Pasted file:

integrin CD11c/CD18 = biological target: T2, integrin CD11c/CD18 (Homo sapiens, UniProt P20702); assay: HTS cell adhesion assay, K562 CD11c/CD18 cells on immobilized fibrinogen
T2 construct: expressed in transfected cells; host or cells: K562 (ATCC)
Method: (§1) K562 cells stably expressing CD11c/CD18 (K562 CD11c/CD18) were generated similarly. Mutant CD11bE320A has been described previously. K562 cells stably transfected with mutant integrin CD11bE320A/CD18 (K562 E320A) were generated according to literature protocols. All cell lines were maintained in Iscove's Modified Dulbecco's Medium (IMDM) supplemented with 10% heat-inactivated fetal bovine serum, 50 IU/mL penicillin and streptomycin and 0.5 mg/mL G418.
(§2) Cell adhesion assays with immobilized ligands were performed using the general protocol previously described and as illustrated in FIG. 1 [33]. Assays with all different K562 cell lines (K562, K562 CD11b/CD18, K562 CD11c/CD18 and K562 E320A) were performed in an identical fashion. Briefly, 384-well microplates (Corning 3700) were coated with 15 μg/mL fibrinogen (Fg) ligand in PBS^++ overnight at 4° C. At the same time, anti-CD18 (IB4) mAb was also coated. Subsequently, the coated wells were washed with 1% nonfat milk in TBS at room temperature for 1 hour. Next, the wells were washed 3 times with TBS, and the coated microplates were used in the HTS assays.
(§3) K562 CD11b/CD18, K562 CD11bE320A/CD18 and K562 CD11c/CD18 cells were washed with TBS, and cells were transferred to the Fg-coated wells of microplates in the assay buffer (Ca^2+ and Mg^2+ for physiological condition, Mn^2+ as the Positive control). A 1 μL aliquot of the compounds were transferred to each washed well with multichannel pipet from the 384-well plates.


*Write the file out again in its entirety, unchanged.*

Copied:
integrin CD11c/CD18 = biological target: T2, integrin CD11c/CD18 (Homo sapiens, UniProt P20702); assay: HTS cell adhesion assay, K562 CD11c/CD18 cells on immobilized fibrinogen
T2 construct: expressed in transfected cells; host or cells: K562 (ATCC)
Method: (§1) K562 cells stably expressing CD11c/CD18 (K562 CD11c/CD18) were generated similarly. Mutant CD11bE320A has been described previously. K562 cells stably transfected with mutant integrin CD11bE320A/CD18 (K562 E320A) were generated according to literature protocols. All cell lines were maintained in Iscove's Modified Dulbecco's Medium (IMDM) supplemented with 10% heat-inactivated fetal bovine serum, 50 IU/mL penicillin and streptomycin and 0.5 mg/mL G418.
(§2) Cell adhesion assays with immobilized ligands were performed using the general protocol previously described and as illustrated in FIG. 1 [33]. Assays with all different K562 cell lines (K562, K562 CD11b/CD18, K562 CD11c/CD18 and K562 E320A) were performed in an identical fashion. Briefly, 384-well microplates (Corning 3700) were coated with 15 μg/mL fibrinogen (Fg) ligand in PBS^++ overnight at 4° C. At the same time, anti-CD18 (IB4) mAb was also coated. Subsequently, the coated wells were washed with 1% nonfat milk in TBS at room temperature for 1 hour. Next, the wells were washed 3 times with TBS, and the coated microplates were used in the HTS assays.
(§3) K562 CD11b/CD18, K562 CD11bE320A/CD18 and K562 CD11c/CD18 cells were washed with TBS, and cells were transferred to the Fg-coated wells of microplates in the assay buffer (Ca^2+ and Mg^2+ for physiological condition, Mn^2+ as the Positive control). A 1 μL aliquot of the compounds were transferred to each washed well with multichannel pipet from the 384-well plates.